You started to work on Modesty Blaise during the seventies? What was the next period? In the meantime, you were replaced by Neville Colvin and Patrick Wright. Because you worked during two different periods on Modesty Blaise, did you notice some differences in your own style and expression?
EBR: Since I was happy that I returned again to this character, a character that really developed and practically became a part of me, I haven’t noticed any changes. Everything came out automatically. Meanwhile I was working on Axa. I don’t see any changes, I just continued my work.
Can you tell me something about your other characters, for example Rahan? What was your favourite character? Rahan, Axa or Modesty Blaise?
EBR: I’m fond to all my characters, but Axa is my favourite because it’s practically my own child. Modesty stands near Axa, very close to her. Rahan is slightly different, but also an interesting character, because I had complete freedom while doing it. I like all three characters on my own way, but Axa was always very special to me.
What are you currently working on?
EBR: I don’t work on comics lately. Recently I was invited by an American label to draw a comic. Lately some publishers have a tendency to publish stories based on one particular super hero, but he has to be drawn by many different comic book authors. They are doing it because of the market and its needs. It was a character in the kung-fu manner.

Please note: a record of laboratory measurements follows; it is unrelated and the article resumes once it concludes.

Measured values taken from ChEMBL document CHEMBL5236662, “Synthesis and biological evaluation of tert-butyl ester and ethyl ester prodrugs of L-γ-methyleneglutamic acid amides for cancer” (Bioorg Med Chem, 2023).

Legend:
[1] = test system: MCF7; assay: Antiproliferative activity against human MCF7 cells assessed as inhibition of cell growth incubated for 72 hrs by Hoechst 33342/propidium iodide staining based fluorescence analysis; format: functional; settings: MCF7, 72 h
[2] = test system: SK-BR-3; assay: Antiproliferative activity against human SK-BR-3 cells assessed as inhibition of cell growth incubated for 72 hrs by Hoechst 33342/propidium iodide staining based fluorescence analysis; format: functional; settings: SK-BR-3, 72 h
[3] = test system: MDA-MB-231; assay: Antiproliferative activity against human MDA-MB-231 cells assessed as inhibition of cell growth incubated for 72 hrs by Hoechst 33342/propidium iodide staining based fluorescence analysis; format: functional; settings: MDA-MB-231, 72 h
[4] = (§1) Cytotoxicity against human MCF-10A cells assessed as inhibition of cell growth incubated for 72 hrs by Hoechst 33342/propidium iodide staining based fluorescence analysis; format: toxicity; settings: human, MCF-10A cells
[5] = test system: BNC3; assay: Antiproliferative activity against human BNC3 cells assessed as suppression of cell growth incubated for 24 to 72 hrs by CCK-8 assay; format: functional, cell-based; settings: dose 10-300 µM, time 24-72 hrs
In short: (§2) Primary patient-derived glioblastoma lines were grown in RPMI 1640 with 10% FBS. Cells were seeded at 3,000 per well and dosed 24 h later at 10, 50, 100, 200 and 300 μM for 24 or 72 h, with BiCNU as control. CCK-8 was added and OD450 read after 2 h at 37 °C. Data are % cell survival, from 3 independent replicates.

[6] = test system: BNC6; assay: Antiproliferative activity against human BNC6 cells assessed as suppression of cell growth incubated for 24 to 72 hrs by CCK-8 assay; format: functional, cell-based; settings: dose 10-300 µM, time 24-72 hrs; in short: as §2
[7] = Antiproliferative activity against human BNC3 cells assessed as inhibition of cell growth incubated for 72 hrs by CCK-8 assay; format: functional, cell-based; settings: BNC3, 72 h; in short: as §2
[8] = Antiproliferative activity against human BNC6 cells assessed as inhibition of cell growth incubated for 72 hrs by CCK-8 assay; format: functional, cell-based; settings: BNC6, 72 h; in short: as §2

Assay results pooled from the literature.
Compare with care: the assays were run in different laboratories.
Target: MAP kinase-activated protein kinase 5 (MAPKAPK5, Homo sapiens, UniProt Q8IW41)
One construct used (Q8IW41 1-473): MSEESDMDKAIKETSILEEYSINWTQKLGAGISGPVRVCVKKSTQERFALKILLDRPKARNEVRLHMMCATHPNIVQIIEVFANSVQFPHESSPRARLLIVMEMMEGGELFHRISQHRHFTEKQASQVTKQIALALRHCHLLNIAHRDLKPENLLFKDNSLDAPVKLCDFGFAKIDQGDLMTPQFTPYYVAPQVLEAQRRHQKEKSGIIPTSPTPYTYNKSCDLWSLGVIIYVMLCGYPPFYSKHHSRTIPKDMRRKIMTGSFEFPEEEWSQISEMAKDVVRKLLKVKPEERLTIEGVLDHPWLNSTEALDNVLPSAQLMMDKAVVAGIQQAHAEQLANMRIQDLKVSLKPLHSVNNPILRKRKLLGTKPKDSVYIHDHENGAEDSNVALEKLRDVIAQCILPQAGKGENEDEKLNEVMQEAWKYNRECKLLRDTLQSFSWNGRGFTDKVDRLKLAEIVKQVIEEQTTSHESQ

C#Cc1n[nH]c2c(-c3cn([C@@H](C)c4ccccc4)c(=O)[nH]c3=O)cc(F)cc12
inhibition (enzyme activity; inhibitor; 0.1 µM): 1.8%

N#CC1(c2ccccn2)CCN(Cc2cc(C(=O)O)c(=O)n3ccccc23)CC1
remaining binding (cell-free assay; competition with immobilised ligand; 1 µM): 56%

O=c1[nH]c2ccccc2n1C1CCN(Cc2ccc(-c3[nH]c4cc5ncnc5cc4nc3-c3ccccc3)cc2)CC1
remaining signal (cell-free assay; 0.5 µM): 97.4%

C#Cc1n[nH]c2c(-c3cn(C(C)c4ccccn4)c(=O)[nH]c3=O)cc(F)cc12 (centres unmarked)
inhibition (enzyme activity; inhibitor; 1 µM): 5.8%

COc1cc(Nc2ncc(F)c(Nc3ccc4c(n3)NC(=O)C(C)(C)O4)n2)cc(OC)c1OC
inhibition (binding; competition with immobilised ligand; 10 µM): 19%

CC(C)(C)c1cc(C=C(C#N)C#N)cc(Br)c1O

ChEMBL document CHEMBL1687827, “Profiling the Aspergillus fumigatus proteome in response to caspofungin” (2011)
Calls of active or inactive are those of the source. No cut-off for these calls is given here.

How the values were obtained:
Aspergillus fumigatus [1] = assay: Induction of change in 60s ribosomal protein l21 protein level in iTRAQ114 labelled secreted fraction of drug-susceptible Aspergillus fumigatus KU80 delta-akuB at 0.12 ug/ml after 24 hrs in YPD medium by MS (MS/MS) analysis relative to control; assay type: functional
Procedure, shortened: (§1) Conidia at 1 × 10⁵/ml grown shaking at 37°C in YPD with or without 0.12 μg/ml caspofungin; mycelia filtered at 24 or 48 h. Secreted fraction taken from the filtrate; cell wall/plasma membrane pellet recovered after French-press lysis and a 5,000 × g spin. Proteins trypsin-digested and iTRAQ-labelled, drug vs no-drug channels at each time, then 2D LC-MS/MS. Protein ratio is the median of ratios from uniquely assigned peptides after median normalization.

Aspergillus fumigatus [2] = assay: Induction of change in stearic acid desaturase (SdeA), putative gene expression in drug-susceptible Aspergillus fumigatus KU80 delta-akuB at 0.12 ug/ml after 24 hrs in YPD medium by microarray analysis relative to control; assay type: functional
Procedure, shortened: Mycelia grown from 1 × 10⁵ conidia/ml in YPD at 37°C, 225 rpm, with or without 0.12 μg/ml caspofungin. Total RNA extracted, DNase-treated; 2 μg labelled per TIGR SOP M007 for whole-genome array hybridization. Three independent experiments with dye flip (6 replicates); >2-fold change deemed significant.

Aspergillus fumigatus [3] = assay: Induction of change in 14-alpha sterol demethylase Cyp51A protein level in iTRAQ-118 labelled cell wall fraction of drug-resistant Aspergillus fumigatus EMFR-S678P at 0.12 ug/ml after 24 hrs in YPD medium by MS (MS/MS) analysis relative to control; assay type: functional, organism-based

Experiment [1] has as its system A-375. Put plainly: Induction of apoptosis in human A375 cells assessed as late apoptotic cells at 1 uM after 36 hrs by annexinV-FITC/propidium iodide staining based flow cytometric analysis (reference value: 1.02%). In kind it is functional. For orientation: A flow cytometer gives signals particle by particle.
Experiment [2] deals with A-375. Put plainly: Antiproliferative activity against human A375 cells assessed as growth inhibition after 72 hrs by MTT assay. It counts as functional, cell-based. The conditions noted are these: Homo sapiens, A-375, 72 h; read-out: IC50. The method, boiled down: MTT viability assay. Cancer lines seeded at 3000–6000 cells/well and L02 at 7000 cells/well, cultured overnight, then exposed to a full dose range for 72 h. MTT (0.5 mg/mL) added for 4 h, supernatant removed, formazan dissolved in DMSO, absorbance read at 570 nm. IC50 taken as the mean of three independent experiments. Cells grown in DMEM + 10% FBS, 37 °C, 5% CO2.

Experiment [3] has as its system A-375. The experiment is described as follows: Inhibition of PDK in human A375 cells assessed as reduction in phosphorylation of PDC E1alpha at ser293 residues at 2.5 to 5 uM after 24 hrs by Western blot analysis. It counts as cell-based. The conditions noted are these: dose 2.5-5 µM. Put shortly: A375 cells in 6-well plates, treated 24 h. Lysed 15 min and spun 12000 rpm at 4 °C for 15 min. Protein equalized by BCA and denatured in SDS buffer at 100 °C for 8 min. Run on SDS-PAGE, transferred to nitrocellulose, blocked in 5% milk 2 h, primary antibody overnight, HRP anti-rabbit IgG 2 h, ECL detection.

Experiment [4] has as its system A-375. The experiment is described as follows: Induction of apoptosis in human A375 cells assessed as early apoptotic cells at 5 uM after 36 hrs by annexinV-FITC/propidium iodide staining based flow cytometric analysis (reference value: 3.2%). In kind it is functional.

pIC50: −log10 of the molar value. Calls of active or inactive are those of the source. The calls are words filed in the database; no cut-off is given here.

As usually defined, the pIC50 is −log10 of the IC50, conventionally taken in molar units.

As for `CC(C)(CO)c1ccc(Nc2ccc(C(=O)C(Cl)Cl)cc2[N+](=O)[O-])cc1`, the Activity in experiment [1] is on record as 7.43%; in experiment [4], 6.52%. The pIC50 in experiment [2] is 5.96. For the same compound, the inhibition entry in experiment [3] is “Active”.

However, I’m still working nowadays on illustrations. I work a lot for my fans via web. Some people are sending me photos of their girlfriend and asking to put the body of Modesty with girlfriend’s head (laughs), and similar things.
Axa by Enrique Badia Romero (c)
How much of average time do you need to draw a sequence in comics?
EBR: Well, nowadays I’m more organized and, thank god, I don’t have problems with my sight or health issues. Especially in situations with no deadlines, so I’m more detailed. For instance, when I’m doing an illustration, first I’m making small sketches and looking at it a lot, very detailed. On this way I’m able to see immediate mistakes, but back then when I was doing comics, usually mistakes would be visible later. I think that’s an advance, to be more experienced.
What are your favourite comic book authors and comics?
EBR: From early childhood these people were my first idols, characters like Tarzan, Flash Gordon, Prince Valiant, Phantom. So, these were authors most popular in that specific period of time. I think, I still have all originals at home. I’ve always liked comic books where the main character stands in the foreground. But frankly, I can’t single out my favourite character.
This is not something unusual, because these characters were created before and after 1930’s and to date they are alive because of the audience. Therefore, this kind of a character who is involved in every kind of adventure always attracted me the most.
In which countries is Modesty Blaise the most popular?